Mar 1, 2023 - Technology

LastPass CEO takes 'full responsibility' for security breach comms

Image of the LastPass logo on a phone screen

Photo: Omar Marques/SOPA Images/LightRocket via Getty Images

LastPass CEO Karim Toubba said in a blog post Wednesday he takes full responsibility for his company's communications failures about recent cybersecurity incidents.

The big picture: LastPass, a password manager with roughly 30 million users, has been called out by customers for sharing limited information about two cyber incidents that happened in August.

  • A data breach is high-stakes for any password manager considering they store a user's login information across various online accounts in one place.
  • "I acknowledge our customers’ frustration with our inability to communicate more immediately, more clearly, and more comprehensively throughout this event," Toubba wrote. "I accept the criticism and take full responsibility."

Catch up quick: In the last six months, LastPass has gone back on how serious its recent cybersecurity incidents have actually been.

  • Initially, the company told users in August that the initial data breach was limited to LastPass' development environment and didn't affect customer data.
  • A few days before Christmas, the company disclosed there was actually a second breach that piggybacked off the access hackers got from the first incident that resulted in sensitive user information being hacked.

Driving the news: This week, the company shared in a difficult-to-find security advisory that attackers initially gained access to LastPass' systems by targeting a key employee's home computer.

  • The advisory also disclosed that attackers in the second reported incident had access to LastPass' cloud storage between August and October.
  • The advisory with these new details wasn't widely shared and included an HTML code to prevent the post from appearing in search engines.

What they're saying: "The length of the investigation left us with difficult trade-offs to make in that regard," Toubba wrote in the post.

  • "We understand and regret the frustration that our initial communications caused for both the businesses and consumers who rely on our products."

Details: In Wednesday's post, Toubba said attacks accessed sensitive customer data, source code repositories, internal company secrets and cloud-based backup storage locations.

  • In the first incident, attackers compromised a software engineer's corporate laptop to steal source code, technical information and other corporate secrets. No customer data appears to have been accessed in this initial incident, Toubba wrote.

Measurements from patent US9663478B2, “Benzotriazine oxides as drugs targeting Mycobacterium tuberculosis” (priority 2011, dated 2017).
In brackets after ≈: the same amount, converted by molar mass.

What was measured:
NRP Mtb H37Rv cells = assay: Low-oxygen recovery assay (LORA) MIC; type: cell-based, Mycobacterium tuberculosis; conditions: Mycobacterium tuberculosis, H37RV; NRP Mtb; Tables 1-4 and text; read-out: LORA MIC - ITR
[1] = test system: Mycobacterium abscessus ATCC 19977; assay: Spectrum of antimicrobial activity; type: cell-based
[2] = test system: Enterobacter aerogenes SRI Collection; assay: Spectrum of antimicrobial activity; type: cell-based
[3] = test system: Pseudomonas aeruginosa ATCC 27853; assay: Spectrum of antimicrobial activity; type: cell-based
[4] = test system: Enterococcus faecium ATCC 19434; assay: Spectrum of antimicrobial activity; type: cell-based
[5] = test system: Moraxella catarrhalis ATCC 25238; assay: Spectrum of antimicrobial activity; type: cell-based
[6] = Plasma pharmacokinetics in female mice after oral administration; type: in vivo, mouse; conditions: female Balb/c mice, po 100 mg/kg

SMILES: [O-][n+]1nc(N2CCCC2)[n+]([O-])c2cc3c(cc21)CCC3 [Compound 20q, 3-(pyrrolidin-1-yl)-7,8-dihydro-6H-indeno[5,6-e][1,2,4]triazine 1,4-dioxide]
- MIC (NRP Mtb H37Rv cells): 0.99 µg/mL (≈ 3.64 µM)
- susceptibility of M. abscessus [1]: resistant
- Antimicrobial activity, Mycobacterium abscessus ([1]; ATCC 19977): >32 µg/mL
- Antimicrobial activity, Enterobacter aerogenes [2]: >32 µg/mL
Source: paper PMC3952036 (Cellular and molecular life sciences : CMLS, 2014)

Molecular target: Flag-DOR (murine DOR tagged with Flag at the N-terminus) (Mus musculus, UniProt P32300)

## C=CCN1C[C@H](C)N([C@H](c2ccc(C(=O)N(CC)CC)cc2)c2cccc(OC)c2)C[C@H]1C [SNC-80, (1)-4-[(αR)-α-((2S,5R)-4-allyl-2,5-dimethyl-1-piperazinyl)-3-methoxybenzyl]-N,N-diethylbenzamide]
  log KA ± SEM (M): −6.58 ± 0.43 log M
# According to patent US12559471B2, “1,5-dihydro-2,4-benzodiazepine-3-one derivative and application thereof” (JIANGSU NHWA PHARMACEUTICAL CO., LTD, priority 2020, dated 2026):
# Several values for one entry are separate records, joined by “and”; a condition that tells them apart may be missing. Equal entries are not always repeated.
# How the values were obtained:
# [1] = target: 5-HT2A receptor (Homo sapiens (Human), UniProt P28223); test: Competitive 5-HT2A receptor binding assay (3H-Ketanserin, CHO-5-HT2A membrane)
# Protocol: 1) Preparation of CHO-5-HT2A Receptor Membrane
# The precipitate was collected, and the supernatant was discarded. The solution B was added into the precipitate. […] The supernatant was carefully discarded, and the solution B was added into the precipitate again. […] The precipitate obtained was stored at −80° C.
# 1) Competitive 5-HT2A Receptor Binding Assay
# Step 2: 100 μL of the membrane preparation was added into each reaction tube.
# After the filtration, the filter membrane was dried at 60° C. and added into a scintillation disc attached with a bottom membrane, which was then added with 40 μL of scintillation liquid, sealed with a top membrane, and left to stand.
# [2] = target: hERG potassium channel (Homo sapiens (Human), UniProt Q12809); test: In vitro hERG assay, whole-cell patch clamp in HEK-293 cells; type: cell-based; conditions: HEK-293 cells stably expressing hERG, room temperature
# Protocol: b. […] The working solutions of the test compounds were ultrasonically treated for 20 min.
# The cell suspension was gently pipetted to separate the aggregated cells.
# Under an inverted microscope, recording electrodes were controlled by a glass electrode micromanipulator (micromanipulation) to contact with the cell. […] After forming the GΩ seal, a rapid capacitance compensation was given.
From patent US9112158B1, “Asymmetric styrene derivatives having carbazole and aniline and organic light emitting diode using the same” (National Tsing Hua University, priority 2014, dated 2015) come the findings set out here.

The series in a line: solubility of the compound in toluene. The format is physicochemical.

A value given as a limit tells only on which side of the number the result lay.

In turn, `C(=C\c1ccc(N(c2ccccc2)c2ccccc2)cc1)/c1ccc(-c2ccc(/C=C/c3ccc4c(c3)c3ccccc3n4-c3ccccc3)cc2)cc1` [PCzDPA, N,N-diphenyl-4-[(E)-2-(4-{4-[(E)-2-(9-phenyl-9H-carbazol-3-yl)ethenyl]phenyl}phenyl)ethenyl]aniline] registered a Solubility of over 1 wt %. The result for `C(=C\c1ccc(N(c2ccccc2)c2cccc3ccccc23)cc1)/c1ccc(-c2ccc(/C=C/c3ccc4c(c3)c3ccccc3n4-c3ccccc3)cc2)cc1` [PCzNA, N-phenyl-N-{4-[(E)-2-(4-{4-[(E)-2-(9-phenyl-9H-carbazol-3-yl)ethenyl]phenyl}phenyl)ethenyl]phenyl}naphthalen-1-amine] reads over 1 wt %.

• In the second incident, the attackers accessed all sensitive information found in customers' password vaults, as well as an encrypted backup database (and its encryption key) containing copies of LastPass Authenticator information and telephone number associated with multi-factor authentication logins.

Yes, but: Wednesday's blog post does not have the same level of details as the earlier advisories from LastPass that circulated earlier this week — although those advisories are linked in Toubba's post.

  • For instance, the latest blog post doesn't mention the attackers targeted an employee's home network.

Between the lines: Toubba said the company has been deploying "several new security technologies across our infrastructure, data centers, and our cloud environments to further bolster our security posture" in recent months.

  • LastPass has also conducted a review of which employees have access to what databases, and the company is starting to encrypt more applications and backup infrastructure.

State of play: LastPass users' "master password" — the password users need to log into their account — are the only sensitive pieces of information attackers haven't accessed, in part because LastPass doesn't store that information to begin with.

  • Without the master password, it will be impossible for hackers to access user's information.
  • However, it isn't too difficult for hackers to figure out someone's password: People tend to repeat passwords, and it's easy for malicious hackers to find someone's old passwords that were leaked from previous breaches the dark web.

Be smart: LastPass is advising users to make sure they're using a strong and unique master passwords and to evaluate the strength of the passwords stored in their other accounts.

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